What maps do I need?

Some may regard as ‘old school’ now, but Ordnance Survey maps are still an ideal way to find the local footpaths. 1:25,000 maps – No. 193, Luton & Stevenage and No. 192, Buckingham & Milton Keynes.  Toddington is mostly on 193, but the map boundary means that the west of Toddington parish is on 192.  Available from OS shop or local map retailers. The OS site has several map related games.

How many stiles are there?

I support the concept of ‘least restrictive access’ defined by British Standard BS5709 which means removing as many obstructions from the rights of way network as possible.  Stiles are difficult for many walkers to negotiate deterring them from accessing the countryside safely. CBC adopted a policy which gives more details of BS5709.  The landowners in Toddington parish have been really supportive so over 55 stiles have been removed, with only a couple left (the table below slightly now overstates the actual Toddington stiles).  There is no doubt the removal of stiles has encouraged more walkers to get out and about.  The following statistics were provided by CBC to the Joint Local Access Forum in Jan 2021. The numbers of stiles in each local parish is shown. It illustrates the excessive number of stiles in Chalgrave – one every 440 metres! As of spring 2021 there are active plans to remove the last two remaining stiles in Toddington.

Parish (abbreviation)Area (Hectares)Network (km)Stiles metres/stile
Battlesden (BAT)  n/a7.8823,940
Chalgrave (CHA)              92436.1082440
Chalton (CHL)              45913.29113,290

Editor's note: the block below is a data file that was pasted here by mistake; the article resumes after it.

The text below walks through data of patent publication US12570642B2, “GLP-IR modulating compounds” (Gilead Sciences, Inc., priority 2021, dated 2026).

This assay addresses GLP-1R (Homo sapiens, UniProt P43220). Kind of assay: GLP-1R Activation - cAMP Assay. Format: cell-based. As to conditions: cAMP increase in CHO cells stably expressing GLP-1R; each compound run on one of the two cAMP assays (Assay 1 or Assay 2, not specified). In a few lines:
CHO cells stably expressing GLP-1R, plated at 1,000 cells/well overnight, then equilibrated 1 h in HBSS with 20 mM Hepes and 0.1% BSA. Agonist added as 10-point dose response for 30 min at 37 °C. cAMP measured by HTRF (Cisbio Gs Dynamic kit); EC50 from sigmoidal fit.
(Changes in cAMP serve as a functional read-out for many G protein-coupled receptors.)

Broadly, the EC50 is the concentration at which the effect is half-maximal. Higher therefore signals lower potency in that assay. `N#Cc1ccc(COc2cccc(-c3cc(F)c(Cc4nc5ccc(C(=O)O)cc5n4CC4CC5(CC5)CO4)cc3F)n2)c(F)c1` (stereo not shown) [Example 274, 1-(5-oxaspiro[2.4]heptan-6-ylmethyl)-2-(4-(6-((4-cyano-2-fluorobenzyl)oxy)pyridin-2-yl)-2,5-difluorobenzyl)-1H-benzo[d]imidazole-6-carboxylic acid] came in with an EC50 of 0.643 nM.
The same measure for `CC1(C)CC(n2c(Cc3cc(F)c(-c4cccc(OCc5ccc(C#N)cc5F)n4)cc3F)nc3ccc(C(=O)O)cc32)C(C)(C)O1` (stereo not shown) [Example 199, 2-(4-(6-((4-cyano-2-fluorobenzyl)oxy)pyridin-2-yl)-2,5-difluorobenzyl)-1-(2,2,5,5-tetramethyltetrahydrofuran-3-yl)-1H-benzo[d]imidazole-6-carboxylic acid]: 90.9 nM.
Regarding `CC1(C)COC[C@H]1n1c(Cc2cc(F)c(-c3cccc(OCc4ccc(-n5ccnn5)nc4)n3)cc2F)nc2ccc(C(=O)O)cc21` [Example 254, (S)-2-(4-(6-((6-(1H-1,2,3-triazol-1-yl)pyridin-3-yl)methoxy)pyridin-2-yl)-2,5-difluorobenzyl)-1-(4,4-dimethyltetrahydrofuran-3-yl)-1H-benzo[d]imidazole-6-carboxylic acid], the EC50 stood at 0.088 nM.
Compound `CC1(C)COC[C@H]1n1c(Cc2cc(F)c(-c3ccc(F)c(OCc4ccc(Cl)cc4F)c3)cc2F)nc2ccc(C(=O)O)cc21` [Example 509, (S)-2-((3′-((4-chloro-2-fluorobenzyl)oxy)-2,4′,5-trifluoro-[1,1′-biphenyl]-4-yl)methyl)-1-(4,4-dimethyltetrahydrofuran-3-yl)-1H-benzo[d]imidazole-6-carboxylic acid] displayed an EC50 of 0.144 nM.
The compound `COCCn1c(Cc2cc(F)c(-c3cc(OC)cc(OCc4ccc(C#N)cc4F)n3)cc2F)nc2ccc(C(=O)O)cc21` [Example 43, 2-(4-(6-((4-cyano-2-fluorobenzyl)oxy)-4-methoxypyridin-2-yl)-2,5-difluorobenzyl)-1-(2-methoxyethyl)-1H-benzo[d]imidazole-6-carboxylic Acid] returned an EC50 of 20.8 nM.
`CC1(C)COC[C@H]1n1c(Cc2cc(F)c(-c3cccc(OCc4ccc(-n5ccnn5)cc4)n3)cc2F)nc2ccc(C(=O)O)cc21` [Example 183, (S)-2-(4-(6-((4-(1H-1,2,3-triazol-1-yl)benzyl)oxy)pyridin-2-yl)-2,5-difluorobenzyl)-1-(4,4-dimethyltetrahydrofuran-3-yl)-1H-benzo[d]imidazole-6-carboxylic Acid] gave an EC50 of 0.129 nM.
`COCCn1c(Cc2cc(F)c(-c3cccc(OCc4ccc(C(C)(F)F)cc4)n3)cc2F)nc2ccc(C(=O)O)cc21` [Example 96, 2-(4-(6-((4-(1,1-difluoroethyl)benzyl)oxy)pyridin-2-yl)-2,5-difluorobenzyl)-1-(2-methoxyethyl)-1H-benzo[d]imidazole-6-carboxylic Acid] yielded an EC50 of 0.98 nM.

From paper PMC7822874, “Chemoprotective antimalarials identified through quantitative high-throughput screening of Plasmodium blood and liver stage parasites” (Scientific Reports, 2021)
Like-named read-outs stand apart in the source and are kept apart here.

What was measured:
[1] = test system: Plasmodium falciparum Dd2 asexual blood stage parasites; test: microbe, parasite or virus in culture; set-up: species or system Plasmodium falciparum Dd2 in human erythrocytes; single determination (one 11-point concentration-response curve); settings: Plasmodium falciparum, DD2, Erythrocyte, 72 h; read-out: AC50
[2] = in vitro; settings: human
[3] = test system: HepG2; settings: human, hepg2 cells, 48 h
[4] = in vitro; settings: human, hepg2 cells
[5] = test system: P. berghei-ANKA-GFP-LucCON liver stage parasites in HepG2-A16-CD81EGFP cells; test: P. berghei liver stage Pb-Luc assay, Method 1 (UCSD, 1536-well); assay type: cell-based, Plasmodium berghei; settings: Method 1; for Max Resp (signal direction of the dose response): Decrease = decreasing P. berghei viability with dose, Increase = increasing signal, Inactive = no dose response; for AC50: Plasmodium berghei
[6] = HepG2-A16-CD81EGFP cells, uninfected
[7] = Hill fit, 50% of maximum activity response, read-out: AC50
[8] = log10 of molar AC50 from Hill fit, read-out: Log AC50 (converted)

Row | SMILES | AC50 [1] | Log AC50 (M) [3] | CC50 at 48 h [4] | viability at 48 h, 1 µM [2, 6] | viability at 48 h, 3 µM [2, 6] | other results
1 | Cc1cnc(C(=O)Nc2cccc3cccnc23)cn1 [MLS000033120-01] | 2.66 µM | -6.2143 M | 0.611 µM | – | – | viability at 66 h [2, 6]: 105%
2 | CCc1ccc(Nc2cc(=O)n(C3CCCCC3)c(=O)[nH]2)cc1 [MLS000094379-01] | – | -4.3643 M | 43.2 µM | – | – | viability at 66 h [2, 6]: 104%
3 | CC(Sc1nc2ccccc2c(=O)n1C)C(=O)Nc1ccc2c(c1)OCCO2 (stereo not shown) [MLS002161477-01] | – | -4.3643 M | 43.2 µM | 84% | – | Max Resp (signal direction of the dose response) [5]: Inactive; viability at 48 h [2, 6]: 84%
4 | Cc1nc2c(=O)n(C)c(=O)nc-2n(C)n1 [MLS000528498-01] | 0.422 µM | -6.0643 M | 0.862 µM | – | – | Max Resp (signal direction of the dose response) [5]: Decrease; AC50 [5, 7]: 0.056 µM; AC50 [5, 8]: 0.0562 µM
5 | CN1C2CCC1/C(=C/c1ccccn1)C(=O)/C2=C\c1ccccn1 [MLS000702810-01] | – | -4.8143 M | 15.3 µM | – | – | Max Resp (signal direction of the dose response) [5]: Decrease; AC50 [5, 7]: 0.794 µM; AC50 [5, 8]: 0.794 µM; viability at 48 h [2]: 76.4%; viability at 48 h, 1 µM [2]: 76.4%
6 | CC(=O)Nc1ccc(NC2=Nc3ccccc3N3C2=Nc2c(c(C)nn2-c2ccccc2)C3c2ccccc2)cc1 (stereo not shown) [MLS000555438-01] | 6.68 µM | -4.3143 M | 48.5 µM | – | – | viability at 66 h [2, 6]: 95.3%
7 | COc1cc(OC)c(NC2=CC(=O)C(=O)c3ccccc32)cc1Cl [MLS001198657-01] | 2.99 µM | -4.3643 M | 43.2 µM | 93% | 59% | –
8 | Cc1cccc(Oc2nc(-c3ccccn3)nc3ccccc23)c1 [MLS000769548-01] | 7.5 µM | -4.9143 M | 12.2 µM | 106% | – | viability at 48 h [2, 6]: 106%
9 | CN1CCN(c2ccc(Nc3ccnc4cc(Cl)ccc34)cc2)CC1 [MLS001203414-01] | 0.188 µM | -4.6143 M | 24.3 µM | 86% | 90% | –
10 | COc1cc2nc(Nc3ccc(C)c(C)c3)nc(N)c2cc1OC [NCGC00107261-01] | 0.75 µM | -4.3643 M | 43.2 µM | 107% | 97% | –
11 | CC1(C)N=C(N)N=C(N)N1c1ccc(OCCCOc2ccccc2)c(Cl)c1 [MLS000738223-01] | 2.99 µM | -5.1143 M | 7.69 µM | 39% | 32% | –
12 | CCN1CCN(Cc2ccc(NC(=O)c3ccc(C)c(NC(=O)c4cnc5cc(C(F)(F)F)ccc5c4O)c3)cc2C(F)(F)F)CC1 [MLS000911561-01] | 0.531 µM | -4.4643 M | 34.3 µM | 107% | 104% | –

Harlington (HAR)              71319.1463,190
Milton Bryan (MBR)           1,65918.14141,296
Sundon (SUN)              83610.2133,403
Tingrith (TIN)              3896.390no stiles
Toddington (TOD)           1,63750.71225,355
Westoning (WES)              77616.6272,374

What is the Countryside Code?

For more information see Countryside Code:

Respect everyone

  • be considerate to those living in, working in and enjoying the countryside
  • leave gates and property as you find them
  • do not block access to gateways or driveways when parking
  • be nice, say hello, share the space
  • follow local signs and keep to marked paths unless wider access is available

Protect the environment

  • take your litter home – leave no trace of your visit
  • take care with BBQs and do not light fires
  • always keep dogs under control and in sight
  • dog poo – bag it and bin it – any public waste bin will do
  • care for nature – do not cause damage or disturbance

Enjoy the outdoors

  • check your route and local conditions
  • plan your adventure – know what to expect and what you can do
  • enjoy your visit, have fun, make a memory

Dog fouling

Responsible owners do not allow their dogs to foul public places.  The are many dog bins and litter bins can also be used for disposal of bagged dog waste.  Leaving dog mess on the recreation grounds is particularly unpleasant for sports people, young and old, seeking to play football.  Fines can be imposed on irresponsible dog owners.  Read more on the CBC website.